Tumor-associated neutrophils suppress pro-tumoral IL-17+ γδ T cells through induction of oxidative stressMore about Open Access at the Crick
Authors listSofia Mensurado Margarida Rei Telma Lança Marianna Ioannou Natacha Gonçalves-Sousa Hiroshi Kubo Marie Malissen Venizelos Papagiannopoulos Karine Serre Bruno Silva-Santos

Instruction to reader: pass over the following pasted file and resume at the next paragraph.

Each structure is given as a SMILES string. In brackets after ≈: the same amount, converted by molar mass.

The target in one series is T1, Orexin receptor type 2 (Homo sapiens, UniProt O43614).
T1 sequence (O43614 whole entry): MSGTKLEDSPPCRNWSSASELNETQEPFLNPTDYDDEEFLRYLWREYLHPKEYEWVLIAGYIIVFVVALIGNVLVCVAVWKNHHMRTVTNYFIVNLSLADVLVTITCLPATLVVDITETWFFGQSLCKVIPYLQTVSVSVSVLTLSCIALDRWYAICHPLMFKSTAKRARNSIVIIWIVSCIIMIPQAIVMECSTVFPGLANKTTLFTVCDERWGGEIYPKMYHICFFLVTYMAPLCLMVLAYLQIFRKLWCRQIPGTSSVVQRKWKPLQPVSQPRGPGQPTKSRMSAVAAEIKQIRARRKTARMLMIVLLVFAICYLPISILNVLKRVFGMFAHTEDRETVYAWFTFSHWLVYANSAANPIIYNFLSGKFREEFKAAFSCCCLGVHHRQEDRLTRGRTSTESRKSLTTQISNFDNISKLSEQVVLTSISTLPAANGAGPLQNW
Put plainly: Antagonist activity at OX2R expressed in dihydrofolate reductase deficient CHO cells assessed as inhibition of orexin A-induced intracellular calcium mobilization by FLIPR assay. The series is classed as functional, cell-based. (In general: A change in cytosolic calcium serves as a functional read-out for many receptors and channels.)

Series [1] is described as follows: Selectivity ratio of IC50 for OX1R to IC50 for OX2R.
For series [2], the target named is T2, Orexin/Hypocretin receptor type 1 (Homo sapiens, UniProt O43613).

Interleukin 17 (IL-17)-producing γδ T cells (γδ17 T cells) have been recently found to promote tumor growth and metastasis formation. How such γδ17 T-cell responses may be regulated in the tumor microenvironment remains, however, largely unknown. Here, we report that tumor-associated neutrophils can display an overt antitumor role by strongly suppressing γδ17 T cells. Tumor-associated neutrophils inhibited the proliferation of murine CD27- Vγ6+ γδ17 T cells via induction of oxidative stress, thereby preventing them from constituting the major source of pro-tumoral IL-17 in the tumor microenvironment. Mechanistically, we found that low expression of the antioxidant glutathione in CD27- γδ17 T cells renders them particularly susceptible to neutrophil-derived reactive oxygen species (ROS). Consistently, superoxide deficiency, or the administration of a glutathione precursor, rescued CD27- Vγ6+ γδ17 T-cell proliferation in vivo. Moreover, human Vδ1+ γδ T cells, which contain most γδ17 T cells found in cancer patients, also displayed low glutathione levels and were potently inhibited by ROS. This work thus identifies an unanticipated, immunosuppressive yet antitumoral, neutrophil/ROS/γδ17 T-cell axis in the tumor microenvironment.